Title of Presentation

Effects of Alcohol on the Skeletal Development of the Chicken Embryo

Type of Submission

Pre-recorded Research Talk

Research Field

Biochemistry, Biology

Faculty Advisor

Tyler Schwend

Graduation Year

2022

Start Date

10-4-2021 8:00 AM

End Date

11-4-2021 5:00 PM

Abstract

Fetal alcohol syndrome (FAS), which is specifically characterized by growth and mental retardation, craniofacial malformations, and heart and neural defects, is caused by exposure to alcohol during embryonic or fetal development. Through experimentation, it has been demonstrated that the effects of FAS in mouse and chick models are comparable to those in humans, making these developing animals valuable models to study the effects of alcohol on tissue development.

Skeletal development is particularly sensitive to embryonic alcohol exposure with the cranial skeleton being the most prone to showing defects. This indicates that different skeletal elements may be more sensitive to alcohol exposure than others. With this in mind, it is currently unclear how alcohol exposure affects the development of the ocular skeleton, which is comprised of a ring of bones called the scleral ossicles which surround the cornea.

To test whether ocular skeleton development is sensitive to embryonic exposure to alcohol, we exposed developing chick embryos to alcohol (ethanol) and examined the formation of the scleral ossicles. In the presence of alcohol, the number of ossicles were reduced, indicating that the ocular skeleton is sensitive to alcohol exposure. To investigate whether effects are dependent on the time of treatment, we carried out our alcohol exposure at two different time points and found varying results. We are currently investigating whether the effects on ocular skeleton development elicited by alcohol are dose dependent. Future studies will examine at which specific cellular and molecular steps alcohol acts on to perturb ocular skeletal development.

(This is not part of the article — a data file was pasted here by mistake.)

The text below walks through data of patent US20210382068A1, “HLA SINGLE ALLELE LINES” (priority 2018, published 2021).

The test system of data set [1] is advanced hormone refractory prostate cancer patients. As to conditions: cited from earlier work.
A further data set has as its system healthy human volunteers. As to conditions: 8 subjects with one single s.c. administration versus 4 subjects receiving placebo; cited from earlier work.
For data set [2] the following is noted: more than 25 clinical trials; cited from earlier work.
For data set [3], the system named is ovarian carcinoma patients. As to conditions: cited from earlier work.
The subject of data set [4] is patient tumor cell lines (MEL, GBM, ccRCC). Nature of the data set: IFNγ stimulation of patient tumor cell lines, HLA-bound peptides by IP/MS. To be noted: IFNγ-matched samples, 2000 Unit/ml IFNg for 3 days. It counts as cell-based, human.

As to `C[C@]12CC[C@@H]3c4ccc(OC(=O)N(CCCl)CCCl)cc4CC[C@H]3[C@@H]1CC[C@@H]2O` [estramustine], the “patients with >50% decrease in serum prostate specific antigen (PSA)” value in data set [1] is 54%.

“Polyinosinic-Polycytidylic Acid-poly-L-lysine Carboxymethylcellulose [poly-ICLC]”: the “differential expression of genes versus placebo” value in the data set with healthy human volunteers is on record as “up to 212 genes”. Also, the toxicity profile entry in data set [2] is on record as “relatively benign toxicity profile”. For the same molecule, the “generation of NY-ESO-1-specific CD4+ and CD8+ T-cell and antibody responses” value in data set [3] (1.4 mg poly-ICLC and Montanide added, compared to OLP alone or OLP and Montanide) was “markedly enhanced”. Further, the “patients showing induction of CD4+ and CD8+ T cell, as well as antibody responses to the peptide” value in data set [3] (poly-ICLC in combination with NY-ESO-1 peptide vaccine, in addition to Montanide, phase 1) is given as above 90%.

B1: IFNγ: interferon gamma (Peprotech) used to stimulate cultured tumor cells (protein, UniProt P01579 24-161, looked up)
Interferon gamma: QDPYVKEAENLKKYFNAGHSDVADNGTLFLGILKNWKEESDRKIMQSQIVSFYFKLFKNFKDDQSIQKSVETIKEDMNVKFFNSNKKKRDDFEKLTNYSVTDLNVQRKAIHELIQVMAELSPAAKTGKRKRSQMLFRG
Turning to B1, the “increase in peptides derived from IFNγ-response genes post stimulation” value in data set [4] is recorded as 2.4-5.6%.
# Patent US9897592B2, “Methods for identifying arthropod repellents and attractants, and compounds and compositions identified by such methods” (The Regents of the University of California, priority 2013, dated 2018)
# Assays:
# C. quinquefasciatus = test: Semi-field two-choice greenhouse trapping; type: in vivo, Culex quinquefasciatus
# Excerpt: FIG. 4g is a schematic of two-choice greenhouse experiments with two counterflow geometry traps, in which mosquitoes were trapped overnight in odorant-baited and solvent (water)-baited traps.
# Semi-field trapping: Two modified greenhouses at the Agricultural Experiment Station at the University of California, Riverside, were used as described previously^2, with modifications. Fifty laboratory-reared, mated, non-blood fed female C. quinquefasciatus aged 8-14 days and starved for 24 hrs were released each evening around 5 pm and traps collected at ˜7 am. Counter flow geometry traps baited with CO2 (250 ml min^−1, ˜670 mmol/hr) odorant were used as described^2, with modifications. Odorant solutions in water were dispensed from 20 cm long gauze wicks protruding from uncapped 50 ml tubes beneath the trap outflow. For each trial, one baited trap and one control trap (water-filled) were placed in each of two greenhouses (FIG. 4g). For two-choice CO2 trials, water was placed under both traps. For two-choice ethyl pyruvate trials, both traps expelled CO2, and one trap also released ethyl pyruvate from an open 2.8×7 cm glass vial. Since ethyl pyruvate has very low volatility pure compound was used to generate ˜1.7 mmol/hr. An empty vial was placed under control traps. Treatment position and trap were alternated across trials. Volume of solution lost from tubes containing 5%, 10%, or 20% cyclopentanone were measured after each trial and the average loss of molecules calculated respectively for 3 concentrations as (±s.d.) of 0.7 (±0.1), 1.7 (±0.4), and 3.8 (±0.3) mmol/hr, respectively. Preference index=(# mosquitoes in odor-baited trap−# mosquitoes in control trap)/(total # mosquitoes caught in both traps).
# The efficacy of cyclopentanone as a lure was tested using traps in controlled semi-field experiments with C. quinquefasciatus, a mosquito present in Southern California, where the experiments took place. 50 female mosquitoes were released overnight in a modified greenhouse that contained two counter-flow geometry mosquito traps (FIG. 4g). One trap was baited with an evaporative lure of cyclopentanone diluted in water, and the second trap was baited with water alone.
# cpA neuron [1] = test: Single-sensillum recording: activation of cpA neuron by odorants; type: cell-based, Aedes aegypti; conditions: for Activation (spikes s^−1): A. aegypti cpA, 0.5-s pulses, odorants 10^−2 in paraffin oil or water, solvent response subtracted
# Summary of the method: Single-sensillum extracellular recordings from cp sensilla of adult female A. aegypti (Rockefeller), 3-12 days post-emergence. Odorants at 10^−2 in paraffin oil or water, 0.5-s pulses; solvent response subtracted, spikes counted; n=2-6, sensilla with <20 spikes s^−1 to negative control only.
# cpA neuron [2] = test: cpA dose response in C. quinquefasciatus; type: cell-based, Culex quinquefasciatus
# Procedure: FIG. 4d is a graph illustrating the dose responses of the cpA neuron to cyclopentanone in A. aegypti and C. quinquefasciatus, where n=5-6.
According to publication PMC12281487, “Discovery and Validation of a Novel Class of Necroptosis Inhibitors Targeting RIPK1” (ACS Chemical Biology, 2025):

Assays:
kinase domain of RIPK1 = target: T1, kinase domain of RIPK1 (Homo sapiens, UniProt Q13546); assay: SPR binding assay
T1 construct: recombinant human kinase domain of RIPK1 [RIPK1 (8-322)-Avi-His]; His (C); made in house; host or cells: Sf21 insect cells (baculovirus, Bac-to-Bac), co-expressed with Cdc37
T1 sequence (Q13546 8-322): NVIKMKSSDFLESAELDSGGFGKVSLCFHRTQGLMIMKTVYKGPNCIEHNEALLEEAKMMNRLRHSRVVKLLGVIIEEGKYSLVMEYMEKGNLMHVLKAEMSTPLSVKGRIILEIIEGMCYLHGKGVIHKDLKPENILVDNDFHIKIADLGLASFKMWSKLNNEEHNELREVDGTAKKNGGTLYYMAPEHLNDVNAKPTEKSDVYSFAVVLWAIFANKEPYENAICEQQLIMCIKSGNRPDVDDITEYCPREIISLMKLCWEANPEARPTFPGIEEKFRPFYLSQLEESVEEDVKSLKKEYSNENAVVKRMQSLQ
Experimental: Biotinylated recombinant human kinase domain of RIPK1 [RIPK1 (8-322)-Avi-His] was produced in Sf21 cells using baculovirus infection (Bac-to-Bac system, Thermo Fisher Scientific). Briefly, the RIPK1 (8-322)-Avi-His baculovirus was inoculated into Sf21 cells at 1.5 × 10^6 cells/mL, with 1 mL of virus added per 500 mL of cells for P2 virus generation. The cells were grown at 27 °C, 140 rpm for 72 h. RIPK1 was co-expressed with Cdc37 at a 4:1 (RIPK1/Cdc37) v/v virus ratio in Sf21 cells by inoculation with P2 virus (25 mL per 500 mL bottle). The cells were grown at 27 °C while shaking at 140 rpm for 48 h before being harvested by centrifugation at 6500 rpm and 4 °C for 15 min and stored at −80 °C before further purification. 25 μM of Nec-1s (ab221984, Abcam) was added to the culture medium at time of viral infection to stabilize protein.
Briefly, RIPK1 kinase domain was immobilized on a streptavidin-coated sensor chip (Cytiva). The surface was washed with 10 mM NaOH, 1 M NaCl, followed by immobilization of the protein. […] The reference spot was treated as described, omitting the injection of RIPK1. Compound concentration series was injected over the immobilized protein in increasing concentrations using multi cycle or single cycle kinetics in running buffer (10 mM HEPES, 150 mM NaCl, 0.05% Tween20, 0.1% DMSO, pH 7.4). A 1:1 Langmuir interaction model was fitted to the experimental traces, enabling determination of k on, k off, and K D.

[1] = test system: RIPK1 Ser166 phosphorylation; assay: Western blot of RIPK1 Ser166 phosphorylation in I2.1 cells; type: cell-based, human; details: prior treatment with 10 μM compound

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Apr 10th, 8:00 AM Apr 11th, 5:00 PM

Effects of Alcohol on the Skeletal Development of the Chicken Embryo

Fetal alcohol syndrome (FAS), which is specifically characterized by growth and mental retardation, craniofacial malformations, and heart and neural defects, is caused by exposure to alcohol during embryonic or fetal development. Through experimentation, it has been demonstrated that the effects of FAS in mouse and chick models are comparable to those in humans, making these developing animals valuable models to study the effects of alcohol on tissue development.

Skeletal development is particularly sensitive to embryonic alcohol exposure with the cranial skeleton being the most prone to showing defects. This indicates that different skeletal elements may be more sensitive to alcohol exposure than others. With this in mind, it is currently unclear how alcohol exposure affects the development of the ocular skeleton, which is comprised of a ring of bones called the scleral ossicles which surround the cornea.

To test whether ocular skeleton development is sensitive to embryonic exposure to alcohol, we exposed developing chick embryos to alcohol (ethanol) and examined the formation of the scleral ossicles. In the presence of alcohol, the number of ossicles were reduced, indicating that the ocular skeleton is sensitive to alcohol exposure. To investigate whether effects are dependent on the time of treatment, we carried out our alcohol exposure at two different time points and found varying results. We are currently investigating whether the effects on ocular skeleton development elicited by alcohol are dose dependent. Future studies will examine at which specific cellular and molecular steps alcohol acts on to perturb ocular skeletal development.